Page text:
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The long-held received wisdom is that people don’t like change. As Niccolo Machiavelli said in The Prince, "There is nothing more difficult to take in hand, more perilous to conduct, or more uncertain in its success, than to take the lead in the introduction of a new order of things." Countless CEOs have heard this and similar advice and shied away from changing the status quo.
Change makes people confused, angry and fearful. People want things to be the same as they’ve always been so that they don’t have to leave their comfort zone and deal with the uncertainty of the future. People put a lot of energy into resisting change and can cause havoc in the process. As John Galbraith said, "Faced with the choice between changing one’s mind and proving that there is no need to do so, almost everyone gets busy on the proof."
The imperative to change, however, has never been so acute. John Kotter, the Change guru at Harvard Business School, believes that the rate of change is not going to slow down anytime soon. If anything, competition – and the need to change – in most industries will probably speed up even more in the next few decades.
Many companies that have been hugely successful in the past still seem to be relying on the old adage that 'if you always do what you’ve always done, you’ll always get what you’ve always got.'
In today's competitive market place does this still hold true? If a company continues to give customers what they've always given them, for example, how long will they maintain their market share? Companies that rely on past experience could find that their past experience is their worst enemy. Or, as Eisenhower said, "Neither a wise man nor a brave man lies down on the tracks of history to wait for the train of the future to run over him."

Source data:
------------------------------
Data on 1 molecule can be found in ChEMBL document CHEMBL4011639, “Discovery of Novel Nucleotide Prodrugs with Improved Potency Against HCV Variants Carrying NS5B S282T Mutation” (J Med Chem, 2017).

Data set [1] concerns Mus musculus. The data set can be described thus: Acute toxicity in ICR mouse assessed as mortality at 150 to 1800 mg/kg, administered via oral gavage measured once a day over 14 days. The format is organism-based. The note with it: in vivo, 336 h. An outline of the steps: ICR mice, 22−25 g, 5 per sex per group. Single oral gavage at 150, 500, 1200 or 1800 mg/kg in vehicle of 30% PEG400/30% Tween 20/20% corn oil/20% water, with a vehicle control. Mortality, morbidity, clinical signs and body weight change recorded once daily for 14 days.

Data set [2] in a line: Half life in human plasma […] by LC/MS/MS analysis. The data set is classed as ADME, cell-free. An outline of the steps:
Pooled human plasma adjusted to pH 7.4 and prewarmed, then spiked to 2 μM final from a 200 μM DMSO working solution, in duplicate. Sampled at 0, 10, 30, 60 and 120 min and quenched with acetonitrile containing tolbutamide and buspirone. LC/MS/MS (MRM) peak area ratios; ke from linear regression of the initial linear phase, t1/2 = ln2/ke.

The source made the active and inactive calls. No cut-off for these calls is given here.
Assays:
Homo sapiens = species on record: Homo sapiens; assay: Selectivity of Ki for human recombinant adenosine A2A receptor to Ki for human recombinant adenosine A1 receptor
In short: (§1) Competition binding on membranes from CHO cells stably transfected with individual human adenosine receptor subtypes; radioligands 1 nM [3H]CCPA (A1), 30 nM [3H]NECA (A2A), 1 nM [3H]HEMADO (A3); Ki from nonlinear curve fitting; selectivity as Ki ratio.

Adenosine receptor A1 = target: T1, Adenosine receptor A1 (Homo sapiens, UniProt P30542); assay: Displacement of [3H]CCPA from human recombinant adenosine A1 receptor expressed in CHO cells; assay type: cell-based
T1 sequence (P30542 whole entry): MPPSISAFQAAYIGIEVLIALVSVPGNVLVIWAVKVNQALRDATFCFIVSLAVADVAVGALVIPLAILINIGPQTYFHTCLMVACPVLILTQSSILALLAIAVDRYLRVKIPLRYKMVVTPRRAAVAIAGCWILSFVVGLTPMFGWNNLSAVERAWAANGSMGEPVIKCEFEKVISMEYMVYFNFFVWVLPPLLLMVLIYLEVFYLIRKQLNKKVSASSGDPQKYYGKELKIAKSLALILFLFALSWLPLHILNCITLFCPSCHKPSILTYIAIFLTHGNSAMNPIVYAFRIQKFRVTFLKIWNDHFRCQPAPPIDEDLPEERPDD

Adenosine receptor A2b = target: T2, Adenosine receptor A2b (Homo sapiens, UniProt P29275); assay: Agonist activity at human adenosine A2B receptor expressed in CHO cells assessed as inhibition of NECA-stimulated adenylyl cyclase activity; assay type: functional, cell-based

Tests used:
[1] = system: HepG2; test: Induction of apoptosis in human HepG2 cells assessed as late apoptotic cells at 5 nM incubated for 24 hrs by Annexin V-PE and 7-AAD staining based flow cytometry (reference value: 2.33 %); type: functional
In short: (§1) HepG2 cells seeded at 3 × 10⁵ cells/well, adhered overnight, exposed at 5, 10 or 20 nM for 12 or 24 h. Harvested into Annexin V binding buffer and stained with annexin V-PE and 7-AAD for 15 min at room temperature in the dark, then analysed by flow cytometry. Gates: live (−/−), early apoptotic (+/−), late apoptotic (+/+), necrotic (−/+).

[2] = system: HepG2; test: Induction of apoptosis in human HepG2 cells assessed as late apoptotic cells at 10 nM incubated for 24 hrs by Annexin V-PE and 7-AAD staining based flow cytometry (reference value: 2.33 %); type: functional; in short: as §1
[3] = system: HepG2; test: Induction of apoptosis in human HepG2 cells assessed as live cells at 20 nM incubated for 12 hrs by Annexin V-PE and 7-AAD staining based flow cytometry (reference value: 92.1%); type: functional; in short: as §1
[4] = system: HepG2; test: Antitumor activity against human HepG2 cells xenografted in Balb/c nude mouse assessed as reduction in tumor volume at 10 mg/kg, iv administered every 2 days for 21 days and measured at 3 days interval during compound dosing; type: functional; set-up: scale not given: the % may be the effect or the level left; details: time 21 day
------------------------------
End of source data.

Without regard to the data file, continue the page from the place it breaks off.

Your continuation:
Being ready to recognise and respond to forces that demand change is the key to success nowadays. Those forces could be a merger, the need for innovation, a drive to become a customer-centric organisation or, for example, the Emiratisation programme. The companies that handle change well will see this reflected in their share price – consider the difference in results between Microsoft and Google.
The really successful companies of the future will be the ones that no longer view change as a discrete event to be managed, but as a constant opportunity to evolve the business. Change readiness (the ability to continuously initiate and respond to change in ways that create advantage) is the new change management.
How can companies become less resistant to change? When you think about it, people are ready to accept change in their personal lives. Few people would resist the change to a new car or handbag or house. What makes the difference?
The difference lies in perceived value. When people estimate that the value of what they may gain by changing is greater than the value of what they currently have, resistance is likely to die away. And, if Senge is correct, people don’t resist change; they resist being changed. People are happy to change to a new house if they can choose it rather than have it chosen for them. Staff may not be quite so happy to accept a new process at work that has been imposed on them by management.
Research of 22,000 companies proves that promoting women into senior leadership drives bottom line results. Taking steps to develop women has proven benefits for company leadership.
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